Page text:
Recent allegations that European banks have handled large volumes of suspicious transactions, often involving parties from the former Soviet Union, draws attention to hard-to-detect trade-based money laundering (TBML) according to a recently published report.

The report’s authors – investigative journalists at the Organised Crime and Corruption Reporting Project (OCCRP) – have made the most recent laundering allegations public in a study of what they call the Troika Laundromat.

Banks’ involvement

The study by OCCRP, a non-profit focused on investigative journalism, describes the laundromat as a network of offshore companies allegedly linked to the now defunct Troika Dialog investment bank in the Russian capital, Moscow.

These companies reportedly moved billions of dollars through accounts at a Lithuanian bank using trade-based strategies, often on the back of fictitious trade deals according to the OCCRP.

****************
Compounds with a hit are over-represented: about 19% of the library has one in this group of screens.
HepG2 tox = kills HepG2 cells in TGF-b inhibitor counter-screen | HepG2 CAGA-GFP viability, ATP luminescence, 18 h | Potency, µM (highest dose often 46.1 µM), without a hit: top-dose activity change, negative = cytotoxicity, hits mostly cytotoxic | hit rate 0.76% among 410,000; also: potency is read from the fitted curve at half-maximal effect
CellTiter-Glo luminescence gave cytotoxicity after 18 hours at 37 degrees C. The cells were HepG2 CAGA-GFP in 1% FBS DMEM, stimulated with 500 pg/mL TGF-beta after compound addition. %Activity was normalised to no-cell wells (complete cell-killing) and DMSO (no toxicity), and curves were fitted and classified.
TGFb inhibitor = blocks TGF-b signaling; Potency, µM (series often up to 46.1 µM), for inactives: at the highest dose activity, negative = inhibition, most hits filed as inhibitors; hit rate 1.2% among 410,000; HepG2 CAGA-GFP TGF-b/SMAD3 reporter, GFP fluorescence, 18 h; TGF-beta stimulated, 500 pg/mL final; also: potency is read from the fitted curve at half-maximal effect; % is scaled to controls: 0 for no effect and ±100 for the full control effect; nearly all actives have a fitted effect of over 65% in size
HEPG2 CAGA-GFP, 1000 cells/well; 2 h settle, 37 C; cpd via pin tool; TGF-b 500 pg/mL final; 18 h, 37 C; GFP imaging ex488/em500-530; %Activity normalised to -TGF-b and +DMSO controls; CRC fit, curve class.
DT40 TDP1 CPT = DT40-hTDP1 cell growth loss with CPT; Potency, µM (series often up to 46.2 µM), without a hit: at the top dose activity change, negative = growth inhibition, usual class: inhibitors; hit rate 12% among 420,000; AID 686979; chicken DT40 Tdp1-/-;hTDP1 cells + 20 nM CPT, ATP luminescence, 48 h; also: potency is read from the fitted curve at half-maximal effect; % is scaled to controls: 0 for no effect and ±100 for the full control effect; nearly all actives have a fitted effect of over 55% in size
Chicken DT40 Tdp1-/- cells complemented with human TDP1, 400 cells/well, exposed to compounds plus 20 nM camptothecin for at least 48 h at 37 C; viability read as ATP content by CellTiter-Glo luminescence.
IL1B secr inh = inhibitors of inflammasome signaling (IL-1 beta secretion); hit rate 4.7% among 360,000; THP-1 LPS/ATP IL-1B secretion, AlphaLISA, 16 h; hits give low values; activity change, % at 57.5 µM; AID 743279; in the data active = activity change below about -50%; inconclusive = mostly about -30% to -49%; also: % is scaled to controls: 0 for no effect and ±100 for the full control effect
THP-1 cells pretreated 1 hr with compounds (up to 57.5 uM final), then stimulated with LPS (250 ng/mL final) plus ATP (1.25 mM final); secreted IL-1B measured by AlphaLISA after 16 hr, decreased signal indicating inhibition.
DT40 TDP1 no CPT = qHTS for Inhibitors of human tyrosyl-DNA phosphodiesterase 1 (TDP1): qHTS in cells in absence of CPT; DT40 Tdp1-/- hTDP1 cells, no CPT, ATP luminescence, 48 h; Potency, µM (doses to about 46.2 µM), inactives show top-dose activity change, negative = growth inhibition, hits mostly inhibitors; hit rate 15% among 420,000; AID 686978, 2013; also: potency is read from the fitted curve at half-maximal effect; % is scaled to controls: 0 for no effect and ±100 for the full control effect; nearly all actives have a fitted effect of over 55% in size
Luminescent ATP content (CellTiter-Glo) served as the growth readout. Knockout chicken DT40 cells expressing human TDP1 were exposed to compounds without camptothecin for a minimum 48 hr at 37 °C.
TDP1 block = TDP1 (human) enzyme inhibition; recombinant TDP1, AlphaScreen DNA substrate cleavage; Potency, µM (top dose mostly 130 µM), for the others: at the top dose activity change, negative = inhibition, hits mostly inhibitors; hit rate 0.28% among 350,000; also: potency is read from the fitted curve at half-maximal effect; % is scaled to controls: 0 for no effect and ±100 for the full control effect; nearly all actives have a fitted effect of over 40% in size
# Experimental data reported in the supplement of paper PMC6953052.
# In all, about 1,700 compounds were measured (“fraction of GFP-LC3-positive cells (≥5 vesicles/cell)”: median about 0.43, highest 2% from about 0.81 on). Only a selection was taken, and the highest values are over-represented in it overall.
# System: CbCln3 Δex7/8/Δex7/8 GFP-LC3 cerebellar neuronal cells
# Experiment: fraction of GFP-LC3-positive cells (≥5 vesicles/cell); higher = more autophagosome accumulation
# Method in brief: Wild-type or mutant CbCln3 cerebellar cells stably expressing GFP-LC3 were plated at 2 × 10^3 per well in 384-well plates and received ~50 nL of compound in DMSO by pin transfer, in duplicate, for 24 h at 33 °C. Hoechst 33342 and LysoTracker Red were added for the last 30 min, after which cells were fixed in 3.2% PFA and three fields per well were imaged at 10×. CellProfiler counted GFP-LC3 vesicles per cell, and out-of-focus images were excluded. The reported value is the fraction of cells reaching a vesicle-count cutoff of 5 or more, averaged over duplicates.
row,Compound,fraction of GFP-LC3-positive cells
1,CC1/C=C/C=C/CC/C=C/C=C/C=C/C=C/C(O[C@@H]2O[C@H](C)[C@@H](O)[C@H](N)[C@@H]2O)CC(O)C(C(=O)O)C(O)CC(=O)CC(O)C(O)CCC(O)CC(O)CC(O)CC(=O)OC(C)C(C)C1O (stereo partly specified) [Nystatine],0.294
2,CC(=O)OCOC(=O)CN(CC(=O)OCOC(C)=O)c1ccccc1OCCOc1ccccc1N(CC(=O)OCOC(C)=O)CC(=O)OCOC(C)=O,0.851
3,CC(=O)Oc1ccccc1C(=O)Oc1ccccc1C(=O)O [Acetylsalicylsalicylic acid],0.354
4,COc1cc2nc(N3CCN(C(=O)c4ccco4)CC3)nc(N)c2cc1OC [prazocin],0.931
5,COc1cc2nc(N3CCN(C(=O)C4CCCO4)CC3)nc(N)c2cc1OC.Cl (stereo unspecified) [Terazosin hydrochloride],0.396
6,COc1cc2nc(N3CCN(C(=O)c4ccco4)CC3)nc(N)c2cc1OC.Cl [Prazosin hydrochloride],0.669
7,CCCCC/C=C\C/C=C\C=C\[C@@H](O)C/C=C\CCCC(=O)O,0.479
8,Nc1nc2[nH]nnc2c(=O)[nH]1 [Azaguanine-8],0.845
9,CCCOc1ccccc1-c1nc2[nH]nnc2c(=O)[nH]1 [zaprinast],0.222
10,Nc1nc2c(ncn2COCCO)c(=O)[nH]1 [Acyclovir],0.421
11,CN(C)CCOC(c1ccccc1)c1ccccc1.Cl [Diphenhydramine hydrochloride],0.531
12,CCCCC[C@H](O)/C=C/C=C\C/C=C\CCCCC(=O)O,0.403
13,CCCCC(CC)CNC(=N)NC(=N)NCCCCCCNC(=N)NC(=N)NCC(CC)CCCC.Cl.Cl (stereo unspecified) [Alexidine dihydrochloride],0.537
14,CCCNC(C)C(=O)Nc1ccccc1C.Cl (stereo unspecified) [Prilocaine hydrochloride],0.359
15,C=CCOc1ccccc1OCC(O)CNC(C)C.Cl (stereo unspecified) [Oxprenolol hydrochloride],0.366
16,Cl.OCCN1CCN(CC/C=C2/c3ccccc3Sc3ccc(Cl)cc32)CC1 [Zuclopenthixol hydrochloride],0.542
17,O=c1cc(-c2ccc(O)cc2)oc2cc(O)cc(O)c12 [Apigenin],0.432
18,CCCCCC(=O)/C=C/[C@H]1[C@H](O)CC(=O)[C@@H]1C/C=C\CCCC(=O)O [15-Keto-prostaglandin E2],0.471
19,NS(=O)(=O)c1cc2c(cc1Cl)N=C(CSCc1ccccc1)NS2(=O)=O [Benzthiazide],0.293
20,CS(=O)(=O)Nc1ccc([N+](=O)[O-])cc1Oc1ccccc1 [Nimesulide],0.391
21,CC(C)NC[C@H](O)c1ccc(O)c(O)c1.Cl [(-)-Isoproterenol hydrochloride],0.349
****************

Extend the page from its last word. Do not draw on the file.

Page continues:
Clearly TBML

It says that leaked documents show the bogus deals were invoiced variously as “goods,” “food goods,” “metal goods,” “bills,” and “auto parts” and that all the invoices included in the leak were signed by proxies and sent from email addresses.

If the allegations prove correct, the OCCRP concludes that such transactions would clearly be defined as TBML.

More details on OCCRP’s investigations into the so-called Troika Laundromat can be found here.